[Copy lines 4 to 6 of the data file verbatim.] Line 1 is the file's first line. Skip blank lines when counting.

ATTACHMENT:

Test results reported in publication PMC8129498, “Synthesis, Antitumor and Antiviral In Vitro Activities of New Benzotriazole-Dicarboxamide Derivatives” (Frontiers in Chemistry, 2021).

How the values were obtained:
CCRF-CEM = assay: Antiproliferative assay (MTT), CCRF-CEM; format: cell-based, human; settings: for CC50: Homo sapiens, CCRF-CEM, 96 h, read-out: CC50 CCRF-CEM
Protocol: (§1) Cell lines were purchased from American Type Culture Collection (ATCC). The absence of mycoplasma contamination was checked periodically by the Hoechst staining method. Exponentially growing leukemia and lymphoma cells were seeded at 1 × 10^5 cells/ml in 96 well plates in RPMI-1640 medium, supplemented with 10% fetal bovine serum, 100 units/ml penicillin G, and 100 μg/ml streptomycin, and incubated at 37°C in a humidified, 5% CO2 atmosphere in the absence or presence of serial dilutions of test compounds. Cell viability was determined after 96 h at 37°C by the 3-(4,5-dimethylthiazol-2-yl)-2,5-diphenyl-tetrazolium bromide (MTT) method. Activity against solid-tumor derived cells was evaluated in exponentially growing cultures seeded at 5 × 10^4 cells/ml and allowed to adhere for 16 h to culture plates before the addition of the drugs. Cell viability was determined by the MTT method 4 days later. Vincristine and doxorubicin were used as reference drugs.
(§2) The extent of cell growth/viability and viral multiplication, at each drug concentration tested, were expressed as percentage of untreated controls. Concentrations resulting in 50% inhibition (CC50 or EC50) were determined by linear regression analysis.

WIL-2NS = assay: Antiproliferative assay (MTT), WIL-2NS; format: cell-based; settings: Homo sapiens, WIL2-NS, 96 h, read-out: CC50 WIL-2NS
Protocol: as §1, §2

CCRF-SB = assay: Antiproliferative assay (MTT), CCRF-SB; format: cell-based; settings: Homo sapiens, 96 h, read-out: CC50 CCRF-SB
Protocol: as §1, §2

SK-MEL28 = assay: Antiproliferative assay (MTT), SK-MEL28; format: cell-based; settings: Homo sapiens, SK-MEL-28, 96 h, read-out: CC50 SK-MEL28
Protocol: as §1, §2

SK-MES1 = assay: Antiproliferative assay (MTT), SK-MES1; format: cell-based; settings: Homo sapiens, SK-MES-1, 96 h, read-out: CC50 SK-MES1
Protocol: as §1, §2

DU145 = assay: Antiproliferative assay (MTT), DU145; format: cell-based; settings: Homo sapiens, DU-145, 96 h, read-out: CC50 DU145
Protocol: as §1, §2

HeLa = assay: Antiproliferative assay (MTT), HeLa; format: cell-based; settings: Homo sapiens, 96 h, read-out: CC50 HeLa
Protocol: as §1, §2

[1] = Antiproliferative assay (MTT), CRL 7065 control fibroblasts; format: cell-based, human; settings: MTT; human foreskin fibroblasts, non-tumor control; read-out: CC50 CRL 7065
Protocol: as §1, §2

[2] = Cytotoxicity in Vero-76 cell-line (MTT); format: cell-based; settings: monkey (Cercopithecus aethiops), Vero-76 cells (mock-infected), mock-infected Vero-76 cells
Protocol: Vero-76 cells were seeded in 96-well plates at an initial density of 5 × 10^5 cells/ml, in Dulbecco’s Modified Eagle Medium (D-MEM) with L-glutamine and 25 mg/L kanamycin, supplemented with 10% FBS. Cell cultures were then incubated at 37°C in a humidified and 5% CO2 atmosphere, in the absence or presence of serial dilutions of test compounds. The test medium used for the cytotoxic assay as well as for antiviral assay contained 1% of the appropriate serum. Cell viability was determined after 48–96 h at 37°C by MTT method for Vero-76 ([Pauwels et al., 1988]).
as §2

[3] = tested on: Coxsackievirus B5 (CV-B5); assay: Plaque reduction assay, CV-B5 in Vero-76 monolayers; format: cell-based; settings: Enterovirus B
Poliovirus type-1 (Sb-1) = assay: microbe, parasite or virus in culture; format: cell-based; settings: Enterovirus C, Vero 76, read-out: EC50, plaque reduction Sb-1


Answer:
Protocol: (§1) Cell lines were purchased from American Type Culture Collection (ATCC). The absence of mycoplasma contamination was checked periodically by the Hoechst staining method. Exponentially growing leukemia and lymphoma cells were seeded at 1 × 10^5 cells/ml in 96 well plates in RPMI-1640 medium, supplemented with 10% fetal bovine serum, 100 units/ml penicillin G, and 100 μg/ml streptomycin, and incubated at 37°C in a humidified, 5% CO2 atmosphere in the absence or presence of serial dilutions of test compounds. Cell viability was determined after 96 h at 37°C by the 3-(4,5-dimethylthiazol-2-yl)-2,5-diphenyl-tetrazolium bromide (MTT) method. Activity against solid-tumor derived cells was evaluated in exponentially growing cultures seeded at 5 × 10^4 cells/ml and allowed to adhere for 16 h to culture plates before the addition of the drugs. Cell viability was determined by the MTT method 4 days later. Vincristine and doxorubicin were used as reference drugs.
(§2) The extent of cell growth/viability and viral multiplication, at each drug concentration tested, were expressed as percentage of untreated controls. Concentrations resulting in 50% inhibition (CC50 or EC50) were determined by linear regression analysis.

WIL-2NS = assay: Antiproliferative assay (MTT), WIL-2NS; format: cell-based; settings: Homo sapiens, WIL2-NS, 96 h, read-out: CC50 WIL-2NS